Lycopodium - Lycopodiaceae

Lycopodium carolinum (Lawalrée) Symoens






Diphasium carolinum Lawalrée
Diphasiastrum carolinum (Lawalrée) Holub

Common name


Main stems creeping on the ground, sending up ascending to erect branches, slightly compressed and up to 1.5–2 mm wide; ultimate branches 1.8–2.7 mm wide, including leaves. Leaves of the ultimate sterile ramifications of three kinds, all fused in their lower part to the axis which bears them; dorsal leaves with free part 1–1.8 x 0.4–0.7 mm; lateral leaves 3–6 x 1.2–2.2 mm; ventral leaves 1–2 x 0.3–0.8 mm. Spikes 1–2.7 cm long, borne on a peduncle up to 16 cm long and forked up to five times, and bearing leaves 2.5–3 mm long; bracts up to 3 x 1.7 mm, subpeltate, broadly ovate, base truncate to cordate, apex acuminate, subentire.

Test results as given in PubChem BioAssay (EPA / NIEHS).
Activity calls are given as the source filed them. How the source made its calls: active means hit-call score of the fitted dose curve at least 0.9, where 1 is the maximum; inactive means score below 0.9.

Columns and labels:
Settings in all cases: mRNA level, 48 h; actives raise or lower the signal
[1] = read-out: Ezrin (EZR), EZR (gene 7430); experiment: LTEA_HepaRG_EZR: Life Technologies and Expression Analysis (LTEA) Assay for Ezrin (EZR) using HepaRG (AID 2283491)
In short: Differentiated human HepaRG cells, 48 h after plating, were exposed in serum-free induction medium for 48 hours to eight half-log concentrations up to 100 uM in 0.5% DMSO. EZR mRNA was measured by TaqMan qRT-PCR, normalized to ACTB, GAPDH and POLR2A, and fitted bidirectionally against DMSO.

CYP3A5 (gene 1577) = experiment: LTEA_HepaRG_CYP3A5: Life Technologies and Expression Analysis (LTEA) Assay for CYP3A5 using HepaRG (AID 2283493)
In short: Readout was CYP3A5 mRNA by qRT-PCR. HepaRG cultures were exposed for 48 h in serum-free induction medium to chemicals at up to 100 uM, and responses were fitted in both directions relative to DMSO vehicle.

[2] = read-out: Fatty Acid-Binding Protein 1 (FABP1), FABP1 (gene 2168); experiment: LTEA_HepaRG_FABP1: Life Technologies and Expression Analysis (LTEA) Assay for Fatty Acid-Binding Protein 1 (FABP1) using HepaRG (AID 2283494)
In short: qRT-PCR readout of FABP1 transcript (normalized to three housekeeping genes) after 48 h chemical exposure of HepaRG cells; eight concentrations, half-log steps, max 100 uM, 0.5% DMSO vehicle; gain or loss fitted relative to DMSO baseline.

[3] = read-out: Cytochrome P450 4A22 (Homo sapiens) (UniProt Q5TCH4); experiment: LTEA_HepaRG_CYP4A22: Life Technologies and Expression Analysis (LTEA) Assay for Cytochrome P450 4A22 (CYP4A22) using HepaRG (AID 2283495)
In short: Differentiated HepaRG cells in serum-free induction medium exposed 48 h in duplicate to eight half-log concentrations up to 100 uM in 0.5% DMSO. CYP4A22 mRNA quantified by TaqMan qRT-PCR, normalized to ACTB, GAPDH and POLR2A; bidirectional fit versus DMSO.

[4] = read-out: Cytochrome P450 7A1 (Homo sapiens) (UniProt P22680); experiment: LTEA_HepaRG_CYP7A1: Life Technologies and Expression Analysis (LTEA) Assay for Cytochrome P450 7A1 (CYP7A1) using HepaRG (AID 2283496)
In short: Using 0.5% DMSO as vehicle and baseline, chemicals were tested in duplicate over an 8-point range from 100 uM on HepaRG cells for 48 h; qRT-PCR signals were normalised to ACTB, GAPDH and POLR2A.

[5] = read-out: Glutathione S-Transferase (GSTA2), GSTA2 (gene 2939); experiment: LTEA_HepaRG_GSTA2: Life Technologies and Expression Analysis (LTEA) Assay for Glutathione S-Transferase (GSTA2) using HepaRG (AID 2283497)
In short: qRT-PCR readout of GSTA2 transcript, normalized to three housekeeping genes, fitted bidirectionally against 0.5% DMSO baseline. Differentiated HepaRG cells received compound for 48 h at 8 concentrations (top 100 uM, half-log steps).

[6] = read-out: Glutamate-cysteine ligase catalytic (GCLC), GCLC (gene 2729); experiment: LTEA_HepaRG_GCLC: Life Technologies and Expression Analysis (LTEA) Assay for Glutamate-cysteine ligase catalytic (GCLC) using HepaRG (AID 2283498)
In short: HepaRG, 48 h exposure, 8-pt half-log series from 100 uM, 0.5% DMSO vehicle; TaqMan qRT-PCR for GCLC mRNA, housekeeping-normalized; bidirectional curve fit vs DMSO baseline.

Erica formations, mixed Erica and bamboo formations, alpine meadows; from 2700 to 3300 m altitude.

Distribution worldwide

See African distribution.

Distribution in Africa

Dem. Republic of Congo.

Growth form



  • Lawalree, A. (1989) Lycopodiaceae.Flore d' Afrique Centrale, Pages 14 - 16.
  • Roux, J.P. (2009) Synopsis of the Lycopodiophyta and Pteridophyta of Africa, Madagascar and neighbouring islands. Strelitzia 23, South African National Biodiversity Institute, Pretoria. Page 18.